* When Alexander Graham Bell invented the telephone in 1876, it did not ring off the hook with calls from potential backers. After making a demonstration call, President Rutherford Hayes said, “That’s an amazing invention, but who would ever want to use one of them?”
* Wilma Rudolph was the 20th of 22 children. She was born prematurely and her survival was doubtful. When she was four years old, she contracted double pneumonia and scarlet fever which left her with a paralyzed left leg. At age nine, she removed the metal leg brace she had been dependent on and began to walk without it. By 13, she had developed a rhythmic walk, which doctors said was a miracle. That same year she decided to become a runner. She entered a race and came in last. For the next few years every race she entered she came in last. Everyone told her to quit, but she kept on running. One day she actually won a race. And then another. From then on she won every race she entered. Eventually this little girl, who was told she would never walk again, went on to win three Olympic gold medals.
Our troubles don’t define us...how we handle them does.
Given the wide array of subject matter in Alfred’s paintings, it is interesting to listen to viewers’ comments and questions and equally interesting to listen to our responses. Like a dance, we flow between offering our opinions when the need arises to speak up and remaining silent when we recognize it is more productive to shut up. Either way we impact our collective destinies realizing what is said can do significant harm or positively change someone’s world.
Communication forms a daily part of our lives. Yet constantly talking is not necessarily communicating, especially when it involves interrupting or redirecting the conversation to one’s own concerns. Stephen Covey once said, “listen with the intent to understand, not the intent to reply.” Then when we do reply, we put your words in the context of adding value and purpose to the conversation. We march to the beat of our own music without steamrolling others who are doing the same. When we discover a personal truth—whether concerning an issue in science, history, spirituality or any other subject matter—we should maintain a conviction about it, all the while recognizing our own intellectual fallibility. The pursuit of knowledge requires an open-mindedness for the world is a university and everyone is a teacher. It is not important to be right or wrong; important is how we handle ourselves in either case.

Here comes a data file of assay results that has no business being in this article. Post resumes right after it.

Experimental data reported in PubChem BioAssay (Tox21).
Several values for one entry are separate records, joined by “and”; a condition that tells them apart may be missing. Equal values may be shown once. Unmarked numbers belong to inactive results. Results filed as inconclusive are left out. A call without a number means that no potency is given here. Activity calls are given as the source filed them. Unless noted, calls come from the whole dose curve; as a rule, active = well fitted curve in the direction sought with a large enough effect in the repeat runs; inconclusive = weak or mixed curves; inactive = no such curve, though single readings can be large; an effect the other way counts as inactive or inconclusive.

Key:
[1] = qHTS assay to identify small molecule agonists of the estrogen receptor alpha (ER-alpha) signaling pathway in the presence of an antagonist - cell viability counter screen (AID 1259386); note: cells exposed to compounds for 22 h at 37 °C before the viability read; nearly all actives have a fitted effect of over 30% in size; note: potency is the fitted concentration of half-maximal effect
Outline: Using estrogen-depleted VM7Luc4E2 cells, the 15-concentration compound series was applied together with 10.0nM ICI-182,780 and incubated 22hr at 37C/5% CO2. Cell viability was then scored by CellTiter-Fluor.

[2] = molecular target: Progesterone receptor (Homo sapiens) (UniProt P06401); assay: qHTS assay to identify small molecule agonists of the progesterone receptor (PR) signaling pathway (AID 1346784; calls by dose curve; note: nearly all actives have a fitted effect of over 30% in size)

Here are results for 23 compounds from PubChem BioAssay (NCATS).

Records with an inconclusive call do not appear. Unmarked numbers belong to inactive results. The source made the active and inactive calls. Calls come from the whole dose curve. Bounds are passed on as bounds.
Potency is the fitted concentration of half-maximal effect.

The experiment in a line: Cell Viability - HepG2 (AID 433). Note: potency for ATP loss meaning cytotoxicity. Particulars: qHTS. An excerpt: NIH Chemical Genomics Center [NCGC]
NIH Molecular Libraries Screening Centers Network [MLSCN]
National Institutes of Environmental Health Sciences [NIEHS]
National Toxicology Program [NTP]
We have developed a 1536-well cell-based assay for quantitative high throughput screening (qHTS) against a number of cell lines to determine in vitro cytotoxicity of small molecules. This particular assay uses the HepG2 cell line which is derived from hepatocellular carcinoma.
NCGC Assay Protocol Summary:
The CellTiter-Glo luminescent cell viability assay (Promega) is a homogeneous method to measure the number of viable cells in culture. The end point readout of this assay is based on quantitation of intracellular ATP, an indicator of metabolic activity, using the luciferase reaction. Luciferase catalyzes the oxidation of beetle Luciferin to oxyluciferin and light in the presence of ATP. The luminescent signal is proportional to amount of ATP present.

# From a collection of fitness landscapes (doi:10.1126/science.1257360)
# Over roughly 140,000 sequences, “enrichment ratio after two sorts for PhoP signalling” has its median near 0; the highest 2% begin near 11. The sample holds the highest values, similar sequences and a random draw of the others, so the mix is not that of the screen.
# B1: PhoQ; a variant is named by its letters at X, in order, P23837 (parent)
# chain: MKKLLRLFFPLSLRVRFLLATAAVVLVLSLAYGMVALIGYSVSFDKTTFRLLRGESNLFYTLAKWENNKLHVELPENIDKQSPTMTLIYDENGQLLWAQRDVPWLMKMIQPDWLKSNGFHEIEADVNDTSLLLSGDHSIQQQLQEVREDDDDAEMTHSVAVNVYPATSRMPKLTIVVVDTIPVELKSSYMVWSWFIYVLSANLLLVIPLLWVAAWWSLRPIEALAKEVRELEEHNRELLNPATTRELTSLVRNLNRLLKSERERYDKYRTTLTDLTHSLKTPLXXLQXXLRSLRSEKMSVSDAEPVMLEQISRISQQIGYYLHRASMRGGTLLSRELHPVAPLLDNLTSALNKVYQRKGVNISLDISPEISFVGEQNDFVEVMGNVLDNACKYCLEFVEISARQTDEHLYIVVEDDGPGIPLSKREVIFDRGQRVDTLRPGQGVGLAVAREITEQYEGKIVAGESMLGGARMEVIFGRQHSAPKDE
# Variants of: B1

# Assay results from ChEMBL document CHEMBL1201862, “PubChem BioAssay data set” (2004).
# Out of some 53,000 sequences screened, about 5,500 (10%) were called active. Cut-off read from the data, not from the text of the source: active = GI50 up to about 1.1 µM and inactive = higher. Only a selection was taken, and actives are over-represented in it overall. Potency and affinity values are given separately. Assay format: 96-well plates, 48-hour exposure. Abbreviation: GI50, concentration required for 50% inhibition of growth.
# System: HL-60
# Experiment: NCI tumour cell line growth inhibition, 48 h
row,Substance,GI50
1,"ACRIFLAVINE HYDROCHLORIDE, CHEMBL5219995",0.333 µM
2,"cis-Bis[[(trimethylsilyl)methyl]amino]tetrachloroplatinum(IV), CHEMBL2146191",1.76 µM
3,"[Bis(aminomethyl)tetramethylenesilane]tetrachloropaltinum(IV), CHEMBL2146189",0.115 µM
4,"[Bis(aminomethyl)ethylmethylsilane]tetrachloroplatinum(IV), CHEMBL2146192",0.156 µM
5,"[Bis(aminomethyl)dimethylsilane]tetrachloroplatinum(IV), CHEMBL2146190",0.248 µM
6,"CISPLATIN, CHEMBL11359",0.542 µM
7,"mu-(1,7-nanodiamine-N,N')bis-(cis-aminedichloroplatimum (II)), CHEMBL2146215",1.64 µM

How many times has information been passed on to you that has later revealed itself as incorrect? To complicate and confuse things more, a second opinion turns out to be the exact opposite! So where do we find the truth -verifiable facts that accurately portray our reality?
Lately we hear so much about fake news. But is this a new trend? Deliberate misinformation has circulated for centuries, only it was called propaganda- Wikipedia is full of historical examples. The purpose of journalism, according to The American Press Institute , is “to provide citizens with the information they need to make the best possible decisions about their lives, their community, their societies and their governments.” It should be a professional discipline that assembles and verifies facts.
There are several credible sites we can use to recheck news stories, posts on social media and phony reviews for online products or services. Any information that have questionable URLs (.co), use low quality grammar, that get rave ratings or are not transparent about their identity are probably not reliable sources. If the news you are reading makes you really angry or really smug, this too could be a sign that the facts are not legitimate as they rely on extreme reactions to get re-shared or retold.